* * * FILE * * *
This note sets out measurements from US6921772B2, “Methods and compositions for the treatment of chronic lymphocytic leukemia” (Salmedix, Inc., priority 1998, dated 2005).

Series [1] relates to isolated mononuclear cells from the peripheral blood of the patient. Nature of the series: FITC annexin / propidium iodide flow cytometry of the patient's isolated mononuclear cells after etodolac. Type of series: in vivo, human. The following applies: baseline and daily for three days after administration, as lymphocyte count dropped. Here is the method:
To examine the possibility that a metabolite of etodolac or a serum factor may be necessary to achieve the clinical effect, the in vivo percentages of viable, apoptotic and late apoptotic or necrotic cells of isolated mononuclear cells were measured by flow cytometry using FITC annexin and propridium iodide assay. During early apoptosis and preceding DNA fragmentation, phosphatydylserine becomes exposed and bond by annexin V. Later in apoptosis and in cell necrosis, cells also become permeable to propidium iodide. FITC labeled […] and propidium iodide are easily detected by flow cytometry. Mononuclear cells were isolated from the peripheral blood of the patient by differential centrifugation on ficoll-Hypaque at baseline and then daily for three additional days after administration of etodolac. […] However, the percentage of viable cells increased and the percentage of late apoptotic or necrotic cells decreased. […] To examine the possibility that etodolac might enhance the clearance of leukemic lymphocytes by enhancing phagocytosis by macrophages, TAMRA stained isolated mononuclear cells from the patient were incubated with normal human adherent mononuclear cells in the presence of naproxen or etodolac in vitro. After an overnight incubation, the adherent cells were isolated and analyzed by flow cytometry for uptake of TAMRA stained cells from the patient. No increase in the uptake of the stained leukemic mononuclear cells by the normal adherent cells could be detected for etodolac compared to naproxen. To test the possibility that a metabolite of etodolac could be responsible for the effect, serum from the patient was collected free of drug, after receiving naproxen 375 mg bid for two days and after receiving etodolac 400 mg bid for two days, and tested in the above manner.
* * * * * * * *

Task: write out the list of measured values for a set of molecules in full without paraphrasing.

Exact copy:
This note sets out measurements from US6921772B2, “Methods and compositions for the treatment of chronic lymphocytic leukemia” (Salmedix, Inc., priority 1998, dated 2005).

Series [1] relates to isolated mononuclear cells from the peripheral blood of the patient. Nature of the series: FITC annexin / propidium iodide flow cytometry of the patient's isolated mononuclear cells after etodolac. Type of series: in vivo, human. The following applies: baseline and daily for three days after administration, as lymphocyte count dropped. Here is the method:
To examine the possibility that a metabolite of etodolac or a serum factor may be necessary to achieve the clinical effect, the in vivo percentages of viable, apoptotic and late apoptotic or necrotic cells of isolated mononuclear cells were measured by flow cytometry using FITC annexin and propridium iodide assay. During early apoptosis and preceding DNA fragmentation, phosphatydylserine becomes exposed and bond by annexin V. Later in apoptosis and in cell necrosis, cells also become permeable to propidium iodide. FITC labeled […] and propidium iodide are easily detected by flow cytometry. Mononuclear cells were isolated from the peripheral blood of the patient by differential centrifugation on ficoll-Hypaque at baseline and then daily for three additional days after administration of etodolac. […] However, the percentage of viable cells increased and the percentage of late apoptotic or necrotic cells decreased. […] To examine the possibility that etodolac might enhance the clearance of leukemic lymphocytes by enhancing phagocytosis by macrophages, TAMRA stained isolated mononuclear cells from the patient were incubated with normal human adherent mononuclear cells in the presence of naproxen or etodolac in vitro. After an overnight incubation, the adherent cells were isolated and analyzed by flow cytometry for uptake of TAMRA stained cells from the patient. No increase in the uptake of the stained leukemic mononuclear cells by the normal adherent cells could be detected for etodolac compared to naproxen. To test the possibility that a metabolite of etodolac could be responsible for the effect, serum from the patient was collected free of drug, after receiving naproxen 375 mg bid for two days and after receiving etodolac 400 mg bid for two days, and tested in the above manner.